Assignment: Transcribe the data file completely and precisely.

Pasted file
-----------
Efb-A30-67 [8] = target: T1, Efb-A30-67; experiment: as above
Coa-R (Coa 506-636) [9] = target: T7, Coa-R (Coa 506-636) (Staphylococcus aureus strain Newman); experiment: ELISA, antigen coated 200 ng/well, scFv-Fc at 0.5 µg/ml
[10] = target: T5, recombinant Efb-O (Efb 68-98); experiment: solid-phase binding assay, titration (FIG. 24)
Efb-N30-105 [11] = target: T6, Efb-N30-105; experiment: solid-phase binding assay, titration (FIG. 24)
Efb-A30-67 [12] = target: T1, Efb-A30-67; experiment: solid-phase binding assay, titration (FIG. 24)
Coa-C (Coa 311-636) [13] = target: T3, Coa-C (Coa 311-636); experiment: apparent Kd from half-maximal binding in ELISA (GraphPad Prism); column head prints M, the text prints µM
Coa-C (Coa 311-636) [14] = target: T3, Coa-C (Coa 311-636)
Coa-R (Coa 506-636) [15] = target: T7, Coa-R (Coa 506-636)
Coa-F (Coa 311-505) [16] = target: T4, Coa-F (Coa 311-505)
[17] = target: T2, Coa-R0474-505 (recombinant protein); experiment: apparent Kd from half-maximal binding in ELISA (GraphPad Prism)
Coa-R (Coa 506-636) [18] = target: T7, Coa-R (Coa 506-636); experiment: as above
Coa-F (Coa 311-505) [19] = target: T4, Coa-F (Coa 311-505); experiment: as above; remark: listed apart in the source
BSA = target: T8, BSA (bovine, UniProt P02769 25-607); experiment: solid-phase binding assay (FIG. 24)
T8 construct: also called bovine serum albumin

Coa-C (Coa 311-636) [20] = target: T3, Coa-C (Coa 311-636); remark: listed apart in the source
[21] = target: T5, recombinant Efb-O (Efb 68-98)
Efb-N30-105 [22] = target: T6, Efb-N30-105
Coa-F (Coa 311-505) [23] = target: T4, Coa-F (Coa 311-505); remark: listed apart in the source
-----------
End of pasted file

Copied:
Efb-A30-67 [8] = target: T1, Efb-A30-67; experiment: as above
Coa-R (Coa 506-636) [9] = target: T7, Coa-R (Coa 506-636) (Staphylococcus aureus strain Newman); experiment: ELISA, antigen coated 200 ng/well, scFv-Fc at 0.5 µg/ml
[10] = target: T5, recombinant Efb-O (Efb 68-98); experiment: solid-phase binding assay, titration (FIG. 24)
Efb-N30-105 [11] = target: T6, Efb-N30-105; experiment: solid-phase binding assay, titration (FIG. 24)
Efb-A30-67 [12] = target: T1, Efb-A30-67; experiment: solid-phase binding assay, titration (FIG. 24)
Coa-C (Coa 311-636) [13] = target: T3, Coa-C (Coa 311-636); experiment: apparent Kd from half-maximal binding in ELISA (GraphPad Prism); column head prints M, the text prints µM
Coa-C (Coa 311-636) [14] = target: T3, Coa-C (Coa 311-636)
Coa-R (Coa 506-636) [15] = target: T7, Coa-R (Coa 506-636)
Coa-F (Coa 311-505) [16] = target: T4, Coa-F (Coa 311-505)
[17] = target: T2, Coa-R0474-505 (recombinant protein); experiment: apparent Kd from half-maximal binding in ELISA (GraphPad Prism)
Coa-R (Coa 506-636) [18] = target: T7, Coa-R (Coa 506-636); experiment: as above
Coa-F (Coa 311-505) [19] = target: T4, Coa-F (Coa 311-505); experiment: as above; remark: listed apart in the source
BSA = target: T8, BSA (bovine, UniProt P02769 25-607); experiment: solid-phase binding assay (FIG. 24)
T8 construct: also called bovine serum albumin

Coa-C (Coa 311-636) [20] = target: T3, Coa-C (Coa 311-636); remark: listed apart in the source
[21] = target: T5, recombinant Efb-O (Efb 68-98)
Efb-N30-105 [22] = target: T6, Efb-N30-105
Coa-F (Coa 311-505) [23] = target: T4, Coa-F (Coa 311-505); remark: listed apart in the source